Death metal has changed quite a bit since the birth of the genre. Every aspect of sonic extremity that could be conceived has been pushed, be that the tempo, production, level of consonance (what’s usually called “harmony”), chromaticism, vocals, and everything in between. Formed in 1987 in California, Autopsy have seen all of that evolution from the very start and always chose during their formative years to be a part of the group pushing boundaries, ignoring at all times what might prove to be more marketable or trendy to pursue their own form of sonic barbarism and their own always-disgusting horror aesthetic.

Even at the start, Autopsy was controversial in many ways. Their first album, Severed Survival (Peaceville Records, 1989), featured a LP cover of a man being torn apart, which proved aggressive enough to be censored; issues of the album for years after the first press came with less gore-heavy alternate artwork. This was no one-off, and each album would be increasingly disgusting until culminating with 1995’s Shitfun, where the band leaned as far into the grotesque and horrific as they could and promptly broke up. When asked about why their lyrical themes “get sicker from album to album” in a 1993 interview, Chris mentioned that most bands get “weaker, wimpier and more commercially listenable” with each album, and “we figured that it would be good for us to do the opposite” (Voices From the Dark Side, Issue #2).

That focus on standing out from the herd and ignoring what was necessarily the best for them commercially extended past their aesthetics, and carried into the band’s songwriting. A revelation to many in the scene, the band’s songs focus on alternating slow and fast parts, which was in direct contrast to the need for speed that dominated the contemporary death metal world at the time. Jari Heinonen from seminal Finnish death metal band Funebre put it best when discussing its influence on his music -- “Brutal, raw, real fast one minute and then very slow and heavy the next.” (Rotting Ways to Misery: The History of Finnish Death Metal, p. 273).

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Photo scan provided by Paul Riedl.

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By the time Autopsy had gotten to Mental Funeral, which was first released 30 years ago today, they had really figured out that perfect blend of slow to fast, pushing boundaries in a way that set the stage for later bands to canonize death/doom as a genre without losing the powerful death metal edge that has always been an equally important hallmark of their sound. Massive rhythms battle with guitarist Eric Cutler’s signature lead melodies, and each song contains within it the potential to completely go off the rails with speed and aggression or to slow to a painful dirge, always leaving listeners wondering.

Though a death metal band through and through, it’s important when listening to those doomier sections to understand that they came as much from an interest in outright traditional doom metal as an interest in having dynamics or just in slowing down their death metal assault -- a distinction that has made it difficult for later death-obsessed gore freaks to believably recreate Autopsy’s sound. Even as far back as an interview with 1988's Satanic Death #3, Chris mentioned Trouble and Saint Vitus as influences; that impossible-to-fake direct influence differentiates Autopsy from even other death metal bands at the time that had slower sections here and there, and the contrast makes their more ripping sections hit that much harder.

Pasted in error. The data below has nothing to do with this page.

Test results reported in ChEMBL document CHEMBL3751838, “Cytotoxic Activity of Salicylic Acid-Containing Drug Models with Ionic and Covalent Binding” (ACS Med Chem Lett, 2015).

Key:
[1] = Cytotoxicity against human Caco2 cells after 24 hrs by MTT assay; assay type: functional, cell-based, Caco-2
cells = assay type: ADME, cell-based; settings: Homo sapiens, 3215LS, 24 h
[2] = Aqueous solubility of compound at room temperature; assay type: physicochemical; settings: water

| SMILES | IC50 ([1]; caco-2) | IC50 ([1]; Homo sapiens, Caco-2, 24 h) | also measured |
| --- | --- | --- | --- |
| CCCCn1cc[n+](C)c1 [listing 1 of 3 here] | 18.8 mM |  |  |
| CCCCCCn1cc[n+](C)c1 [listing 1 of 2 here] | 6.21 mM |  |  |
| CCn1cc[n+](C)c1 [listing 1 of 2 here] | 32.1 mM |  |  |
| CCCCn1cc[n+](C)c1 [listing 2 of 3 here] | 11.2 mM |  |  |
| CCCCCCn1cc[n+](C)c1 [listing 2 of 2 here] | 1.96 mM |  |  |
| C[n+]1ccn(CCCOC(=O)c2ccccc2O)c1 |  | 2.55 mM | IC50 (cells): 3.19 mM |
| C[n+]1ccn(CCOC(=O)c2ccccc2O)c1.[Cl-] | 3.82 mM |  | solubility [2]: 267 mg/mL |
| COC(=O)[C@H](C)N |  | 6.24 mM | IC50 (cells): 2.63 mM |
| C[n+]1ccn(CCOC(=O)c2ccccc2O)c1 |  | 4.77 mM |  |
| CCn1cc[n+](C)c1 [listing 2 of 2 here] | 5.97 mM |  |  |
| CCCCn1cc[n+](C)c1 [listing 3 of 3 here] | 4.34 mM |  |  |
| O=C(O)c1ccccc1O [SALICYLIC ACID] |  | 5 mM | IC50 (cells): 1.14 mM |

The band’s predilection for influences outside of thrash and death doesn’t end at doom metal, and their love for punk is well-documented, with several members playing in a variety of punk and punk-influenced bands across the years (most notably Abscess, the death/punk band that started after Autopsy’s initial breakup and contained at its inception the entire Autopsy lineup from their final tour, minus Eric Cutler and with Clint Bower from Hexx instead). The rhythm section’s brutal simplicity comes from that influence and is a lot of what makes Autopsy’s music so effective; in their shorter songs they’re in and out too quickly to escape their rage, and in longer ones there’s room for huge buildups and breakdowns that capture a feeling that not many bands have since. Though the combination is easy to worship in hindsight, it was not always well-received. As Chris noted in an interview with Pit Magazine #8 in 1992 regarding Mental Funeral, "[s]ome people said, Oh, it’s all slower. It sucks or whatever." During the same segment he noted that he doesn’t care—as always, the band was determined to follow their hearts, and that iconoclastic touch that was equally willing to slaughter with speed as with slowness is a large part of what always made Autopsy so special.

Another standout on Mental Funeral is the way that morbid melodies twist over the top of rhythms, each both a way to drive a song forward and a massive hook. Though there were certainly more directly melodic bands out there influencing the death metal hordes to come, one needs to listen no further than “Slaughterday” to hear the roots of what would become every creepy melodic lead over pulverising riffs down the line.

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A Mental Funeral-era Autopsy ad.
Photo scan provided by Paul Riedl.

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All of this is rounded out by Chris’ punishing performance behind the kit and his gnarly vocal performance. The two elements pull together all of the disparate influences that go into Mental Funeral and make it into a package that may not even seem unusual to a fan without context. Described years ago by a friend as "the sound of a garbage bag hitting the side of a dumpster," the famously clunky drums of the early-years Autopsy material cut perfectly through the mix to propel the grotesque mess of the album forward as much as his searing vocal delivery, which alternates between a sickening mix of screams, howls, and lower growls that is perfectly calculated to sit in the mind for as long as possible. It’s almost impossible to imagine the album with another vocalist, so it’s fortunate that Autopsy never found a suitable frontman, as Chris mentioned wanting to do in the legendary Slayer Mag in volume #7 (1989).